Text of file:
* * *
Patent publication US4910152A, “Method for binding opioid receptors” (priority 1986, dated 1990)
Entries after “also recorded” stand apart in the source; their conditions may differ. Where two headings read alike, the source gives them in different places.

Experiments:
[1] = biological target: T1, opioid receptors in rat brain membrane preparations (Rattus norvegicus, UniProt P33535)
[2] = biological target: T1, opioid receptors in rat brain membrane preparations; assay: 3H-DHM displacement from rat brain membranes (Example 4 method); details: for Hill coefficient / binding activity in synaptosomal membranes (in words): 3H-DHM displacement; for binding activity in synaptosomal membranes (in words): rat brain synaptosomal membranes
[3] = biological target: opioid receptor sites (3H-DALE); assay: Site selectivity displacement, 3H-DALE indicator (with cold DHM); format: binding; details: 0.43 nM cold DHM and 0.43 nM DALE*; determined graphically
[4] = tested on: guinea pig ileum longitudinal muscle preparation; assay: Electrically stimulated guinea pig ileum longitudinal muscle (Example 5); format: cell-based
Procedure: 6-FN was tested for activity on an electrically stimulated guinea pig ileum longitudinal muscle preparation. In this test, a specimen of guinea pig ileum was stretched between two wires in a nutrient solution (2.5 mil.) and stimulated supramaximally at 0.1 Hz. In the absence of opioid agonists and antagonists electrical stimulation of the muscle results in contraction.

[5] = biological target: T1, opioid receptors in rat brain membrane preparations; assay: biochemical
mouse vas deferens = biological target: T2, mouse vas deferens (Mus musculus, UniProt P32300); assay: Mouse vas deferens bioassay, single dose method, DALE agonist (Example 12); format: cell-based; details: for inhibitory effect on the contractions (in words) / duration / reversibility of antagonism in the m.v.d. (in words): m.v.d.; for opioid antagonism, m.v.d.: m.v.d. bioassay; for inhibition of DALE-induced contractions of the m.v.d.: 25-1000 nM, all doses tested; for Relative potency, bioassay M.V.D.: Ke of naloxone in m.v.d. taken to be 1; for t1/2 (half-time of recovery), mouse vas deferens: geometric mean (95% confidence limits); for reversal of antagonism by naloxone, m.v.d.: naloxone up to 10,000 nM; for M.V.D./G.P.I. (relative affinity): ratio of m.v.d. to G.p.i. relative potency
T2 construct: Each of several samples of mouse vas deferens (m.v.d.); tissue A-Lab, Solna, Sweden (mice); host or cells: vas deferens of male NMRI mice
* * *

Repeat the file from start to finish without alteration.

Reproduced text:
Patent publication US4910152A, “Method for binding opioid receptors” (priority 1986, dated 1990)
Entries after “also recorded” stand apart in the source; their conditions may differ. Where two headings read alike, the source gives them in different places.

Experiments:
[1] = biological target: T1, opioid receptors in rat brain membrane preparations (Rattus norvegicus, UniProt P33535)
[2] = biological target: T1, opioid receptors in rat brain membrane preparations; assay: 3H-DHM displacement from rat brain membranes (Example 4 method); details: for Hill coefficient / binding activity in synaptosomal membranes (in words): 3H-DHM displacement; for binding activity in synaptosomal membranes (in words): rat brain synaptosomal membranes
[3] = biological target: opioid receptor sites (3H-DALE); assay: Site selectivity displacement, 3H-DALE indicator (with cold DHM); format: binding; details: 0.43 nM cold DHM and 0.43 nM DALE*; determined graphically
[4] = tested on: guinea pig ileum longitudinal muscle preparation; assay: Electrically stimulated guinea pig ileum longitudinal muscle (Example 5); format: cell-based
Procedure: 6-FN was tested for activity on an electrically stimulated guinea pig ileum longitudinal muscle preparation. In this test, a specimen of guinea pig ileum was stretched between two wires in a nutrient solution (2.5 mil.) and stimulated supramaximally at 0.1 Hz. In the absence of opioid agonists and antagonists electrical stimulation of the muscle results in contraction.

[5] = biological target: T1, opioid receptors in rat brain membrane preparations; assay: biochemical
mouse vas deferens = biological target: T2, mouse vas deferens (Mus musculus, UniProt P32300); assay: Mouse vas deferens bioassay, single dose method, DALE agonist (Example 12); format: cell-based; details: for inhibitory effect on the contractions (in words) / duration / reversibility of antagonism in the m.v.d. (in words): m.v.d.; for opioid antagonism, m.v.d.: m.v.d. bioassay; for inhibition of DALE-induced contractions of the m.v.d.: 25-1000 nM, all doses tested; for Relative potency, bioassay M.V.D.: Ke of naloxone in m.v.d. taken to be 1; for t1/2 (half-time of recovery), mouse vas deferens: geometric mean (95% confidence limits); for reversal of antagonism by naloxone, m.v.d.: naloxone up to 10,000 nM; for M.V.D./G.P.I. (relative affinity): ratio of m.v.d. to G.p.i. relative potency
T2 construct: Each of several samples of mouse vas deferens (m.v.d.); tissue A-Lab, Solna, Sweden (mice); host or cells: vas deferens of male NMRI mice